Don't Touch Me!
Touch can be a treacherous thing for your child with poor tactile processing. If your child is overly sensitive, he may feel even a tap or a pat as a hit or a shove. Touch may be painful, or it may be a more intense experience than he can handle. Your child may resist hugs and seem hostile and standoffish, but in fact he needs your love and affection as much or more as kids who welcome caresses.
If your child is undersensitive, on the other hand, he runs the risk of hurting others. He may hit when he means to tap or pat and shove when he means to touch. While he seems aggressive, he's really just trying to get and give affection in a way that feels comfortable to him.
It's natural to feel upset when your child won't accept your hugs and shrinks from your touch. This is often interpreted as a sign of an attachment problem. But look at it in the larger context of your child's overall behavior. If your child seems to have goodwill toward you in general, and to enjoy your company and seek your attention and approval, but just doesn't like being touched or hugged, the problem may be one of tactile oversensitivity.
That doesn't mean you should stop touching or hugging — your child needs to have those experiences. But show some understanding and ingenuity in the way you do it. Let your child know when he is going to be touched; let him see you before you touch. Pay attention to your child's sensory preferences and see if there's a part of his body that's less sensitive than others. One mother reports that her son resisted touch in general, but would allow her to hold the tip of his foot. So she started there, and eventually he became comfortable enough with touch for more normal cuddling and contact.
Why is my child comfortable giving hugs, but not getting them?
For a child who is overly sensitive to touch, tactile experiences that she instigates — that lack the element of surprise and can be controlled — are less threatening than ones over which she feels powerless. Try to respect her preferences in this.
If your child hates being hugged, try letting her sit on your lap while watching television or reading a story, and get some of the same close contact going that way. She may prefer being hugged from the side, so that only her arms and back are touched, rather than from the front, where her whole body and face may get excessive tactile input.
Most children with sensory sensitivity prefer deep pressure to light touch. Give your child a head's up by saying something like, “You know what I'd like to do now? I'd like to give you a big hug,” and provide firm touch when hugging. Again, work within your child's comfort zones, and slowly try to expand them.
There's another way hugs can hurt: when your child hugs too hard. Children who don't feel pressure or pain may hug too hard, squeeze too tight, or add a pinch or a slap or a head-butt to an embrace. Try to avoid reacting to these modulation errors as if you are being attacked. Your child does not understand that what he is doing is inappropriate and uncomfortable to you. If possible, gently instruct that certain things hurt you, and try to take control of hugs by holding down arms or anticipating movements. Tell your child firmly, but without anger, when something is uncomfortable to you.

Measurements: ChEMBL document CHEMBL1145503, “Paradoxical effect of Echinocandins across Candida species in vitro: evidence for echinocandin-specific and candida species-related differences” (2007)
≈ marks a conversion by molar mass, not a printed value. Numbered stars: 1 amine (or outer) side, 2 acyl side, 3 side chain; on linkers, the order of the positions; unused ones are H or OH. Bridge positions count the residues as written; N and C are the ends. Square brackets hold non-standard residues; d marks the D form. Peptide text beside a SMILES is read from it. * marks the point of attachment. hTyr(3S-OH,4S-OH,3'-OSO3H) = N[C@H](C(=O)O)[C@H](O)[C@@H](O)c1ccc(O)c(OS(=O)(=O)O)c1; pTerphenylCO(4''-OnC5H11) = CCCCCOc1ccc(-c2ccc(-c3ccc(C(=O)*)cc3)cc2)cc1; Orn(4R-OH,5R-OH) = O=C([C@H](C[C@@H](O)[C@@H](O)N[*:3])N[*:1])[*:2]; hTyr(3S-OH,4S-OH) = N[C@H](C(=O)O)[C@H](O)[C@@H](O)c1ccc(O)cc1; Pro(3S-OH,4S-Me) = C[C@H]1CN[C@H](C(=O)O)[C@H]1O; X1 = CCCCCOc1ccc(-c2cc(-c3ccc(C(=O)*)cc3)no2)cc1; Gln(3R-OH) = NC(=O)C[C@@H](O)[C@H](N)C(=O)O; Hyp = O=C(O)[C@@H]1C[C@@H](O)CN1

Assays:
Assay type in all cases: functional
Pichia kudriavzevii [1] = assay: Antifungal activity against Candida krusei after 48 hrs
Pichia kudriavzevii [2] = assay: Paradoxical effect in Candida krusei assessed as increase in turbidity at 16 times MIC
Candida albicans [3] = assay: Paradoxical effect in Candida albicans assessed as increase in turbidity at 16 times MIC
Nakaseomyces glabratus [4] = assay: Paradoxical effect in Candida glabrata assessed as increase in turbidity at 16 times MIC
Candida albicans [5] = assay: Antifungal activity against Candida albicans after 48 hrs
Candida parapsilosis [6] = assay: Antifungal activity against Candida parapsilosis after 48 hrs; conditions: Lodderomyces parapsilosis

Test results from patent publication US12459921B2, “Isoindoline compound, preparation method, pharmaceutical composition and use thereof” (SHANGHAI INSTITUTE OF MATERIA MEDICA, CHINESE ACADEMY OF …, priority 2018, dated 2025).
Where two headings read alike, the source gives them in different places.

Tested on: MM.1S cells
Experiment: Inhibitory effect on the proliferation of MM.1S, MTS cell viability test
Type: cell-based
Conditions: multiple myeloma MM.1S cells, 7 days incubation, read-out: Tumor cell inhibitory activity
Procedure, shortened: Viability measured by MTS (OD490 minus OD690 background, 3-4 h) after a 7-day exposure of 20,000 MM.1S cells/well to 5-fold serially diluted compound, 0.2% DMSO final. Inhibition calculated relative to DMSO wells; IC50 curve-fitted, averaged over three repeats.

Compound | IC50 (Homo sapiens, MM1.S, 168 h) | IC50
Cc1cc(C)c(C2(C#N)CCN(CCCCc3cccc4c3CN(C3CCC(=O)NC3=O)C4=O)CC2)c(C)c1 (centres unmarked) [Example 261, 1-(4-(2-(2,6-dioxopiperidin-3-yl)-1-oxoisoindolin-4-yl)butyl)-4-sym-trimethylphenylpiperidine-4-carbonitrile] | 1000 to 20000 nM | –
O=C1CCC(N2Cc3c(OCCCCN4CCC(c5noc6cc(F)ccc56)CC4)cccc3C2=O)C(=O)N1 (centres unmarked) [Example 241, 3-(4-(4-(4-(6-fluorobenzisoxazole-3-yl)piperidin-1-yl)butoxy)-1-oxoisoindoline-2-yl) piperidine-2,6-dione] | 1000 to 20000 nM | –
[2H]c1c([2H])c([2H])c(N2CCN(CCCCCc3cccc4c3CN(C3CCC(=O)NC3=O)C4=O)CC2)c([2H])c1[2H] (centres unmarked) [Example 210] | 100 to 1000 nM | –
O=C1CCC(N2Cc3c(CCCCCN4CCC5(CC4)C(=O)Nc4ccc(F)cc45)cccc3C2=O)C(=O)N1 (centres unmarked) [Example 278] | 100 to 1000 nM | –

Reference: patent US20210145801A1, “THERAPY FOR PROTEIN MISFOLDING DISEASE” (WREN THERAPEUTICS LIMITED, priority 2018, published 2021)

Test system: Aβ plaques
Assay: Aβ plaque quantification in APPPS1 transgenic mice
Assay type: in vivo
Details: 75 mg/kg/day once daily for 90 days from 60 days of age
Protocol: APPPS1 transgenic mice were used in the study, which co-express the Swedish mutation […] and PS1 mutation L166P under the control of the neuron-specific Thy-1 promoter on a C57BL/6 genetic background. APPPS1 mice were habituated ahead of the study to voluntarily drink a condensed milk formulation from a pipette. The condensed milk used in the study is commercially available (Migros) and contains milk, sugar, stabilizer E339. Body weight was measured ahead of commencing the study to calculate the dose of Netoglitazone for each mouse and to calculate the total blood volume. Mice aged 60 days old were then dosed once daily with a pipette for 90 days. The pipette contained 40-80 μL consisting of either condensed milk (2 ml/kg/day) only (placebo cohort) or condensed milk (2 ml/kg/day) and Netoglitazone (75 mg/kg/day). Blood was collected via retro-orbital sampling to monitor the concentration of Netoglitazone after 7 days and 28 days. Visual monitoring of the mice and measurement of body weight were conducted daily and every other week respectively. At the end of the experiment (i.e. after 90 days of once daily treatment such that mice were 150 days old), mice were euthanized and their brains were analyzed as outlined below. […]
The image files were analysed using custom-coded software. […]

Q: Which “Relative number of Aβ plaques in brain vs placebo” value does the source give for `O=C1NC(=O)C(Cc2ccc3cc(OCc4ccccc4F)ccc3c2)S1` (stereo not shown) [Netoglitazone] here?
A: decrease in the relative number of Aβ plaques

Children with tactile processing problems may have particular trouble when forced to be in close proximity with classmates, as when walking single file. Your oversensitive child will feel even the natural jostling and bumping that comes with being in the middle of a line as acts of aggression, and she may respond aggressively. If your child is undersensitive, she may not feel when she's jostling too hard and be accused of hitting or pushing. Either way, it's worth asking your child's teacher to let her walk either at the front or the back of the line. This simple adjustment can prevent a lot of potential incidents.
One way your child's teacher can accommodate your child's need to be at the end of the line is to give him a job that automatically puts him at the back, like turning off the lights or closing the door. The teacher might also send him ahead on a real or manufactured errand, such as bringing a blank note to a cooperating teacher.
Hair combing, cutting, and washing can be intensely trying for children with tactile sensitivity. Your child isn't making it up when he screams, “You're hurting me!” when you barely touch him with the comb. The head is a particularly sensitive area for most people anyway, and it's so much more so when the sensations aren't being processed accurately. Use caution and sensitivity when handling your child's head or face, and seriously consider short haircuts that don't need much combing.
Dental work is a frequent trouble zone for kids who are sensitive to being touched around the head and face or to being held down. Make sure to share information about sensory integration with the dentist before the appointment. Having the child wear an x-ray bib during routine dental care provides deep touch pressure and is often calming for children.
Maybe your child isn't sensitive enough about his head and uses it as a blunt instrument, banging it against walls or doors or your face with little apparent feeling or concern. Discourage this behavior, but don't treat it as deliberate self-harm. He may honestly not know that's supposed to hurt.
Regardless of whether your child is over- or undersensitive to touch, your job as a parent will be to find out what is comfortable for her and work from there. Do not try to force things on your child that her nervous system can't handle, and never force your child to stop doing things that feel good to her. Your child is just trying to make sense of the world in the best way possible, and your understanding and gentle assistance will do more than treating everything like a conscious behavioral choice.